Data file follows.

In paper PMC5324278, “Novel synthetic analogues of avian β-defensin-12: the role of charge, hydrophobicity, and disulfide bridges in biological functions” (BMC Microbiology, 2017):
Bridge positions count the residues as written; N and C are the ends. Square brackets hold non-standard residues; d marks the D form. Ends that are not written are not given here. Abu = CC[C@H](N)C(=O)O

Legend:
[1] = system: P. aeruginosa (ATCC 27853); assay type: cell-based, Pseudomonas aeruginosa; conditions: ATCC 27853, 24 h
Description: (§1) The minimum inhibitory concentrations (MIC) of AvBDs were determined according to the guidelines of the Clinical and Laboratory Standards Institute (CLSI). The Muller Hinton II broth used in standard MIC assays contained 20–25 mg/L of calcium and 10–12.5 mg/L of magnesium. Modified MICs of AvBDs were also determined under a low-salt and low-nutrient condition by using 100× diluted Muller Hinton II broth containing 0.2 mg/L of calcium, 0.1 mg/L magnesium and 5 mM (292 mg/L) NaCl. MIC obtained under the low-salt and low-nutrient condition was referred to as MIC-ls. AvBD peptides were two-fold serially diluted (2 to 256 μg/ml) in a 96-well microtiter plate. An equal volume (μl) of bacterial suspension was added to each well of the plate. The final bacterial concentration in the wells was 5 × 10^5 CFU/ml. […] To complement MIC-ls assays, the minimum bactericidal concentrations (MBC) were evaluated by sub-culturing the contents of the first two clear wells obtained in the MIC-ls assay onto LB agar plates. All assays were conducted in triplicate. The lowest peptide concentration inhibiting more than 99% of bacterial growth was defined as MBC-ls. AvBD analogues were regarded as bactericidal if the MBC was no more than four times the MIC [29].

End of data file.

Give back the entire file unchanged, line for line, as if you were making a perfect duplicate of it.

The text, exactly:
In paper PMC5324278, “Novel synthetic analogues of avian β-defensin-12: the role of charge, hydrophobicity, and disulfide bridges in biological functions” (BMC Microbiology, 2017):
Bridge positions count the residues as written; N and C are the ends. Square brackets hold non-standard residues; d marks the D form. Ends that are not written are not given here. Abu = CC[C@H](N)C(=O)O

Legend:
[1] = system: P. aeruginosa (ATCC 27853); assay type: cell-based, Pseudomonas aeruginosa; conditions: ATCC 27853, 24 h
Description: (§1) The minimum inhibitory concentrations (MIC) of AvBDs were determined according to the guidelines of the Clinical and Laboratory Standards Institute (CLSI). The Muller Hinton II broth used in standard MIC assays contained 20–25 mg/L of calcium and 10–12.5 mg/L of magnesium. Modified MICs of AvBDs were also determined under a low-salt and low-nutrient condition by using 100× diluted Muller Hinton II broth containing 0.2 mg/L of calcium, 0.1 mg/L magnesium and 5 mM (292 mg/L) NaCl. MIC obtained under the low-salt and low-nutrient condition was referred to as MIC-ls. AvBD peptides were two-fold serially diluted (2 to 256 μg/ml) in a 96-well microtiter plate. An equal volume (μl) of bacterial suspension was added to each well of the plate. The final bacterial concentration in the wells was 5 × 10^5 CFU/ml. […] To complement MIC-ls assays, the minimum bactericidal concentrations (MBC) were evaluated by sub-culturing the contents of the first two clear wells obtained in the MIC-ls assay onto LB agar plates. All assays were conducted in triplicate. The lowest peptide concentration inhibiting more than 99% of bacterial growth was defined as MBC-ls. AvBD analogues were regarded as bactericidal if the MBC was no more than four times the MIC [29].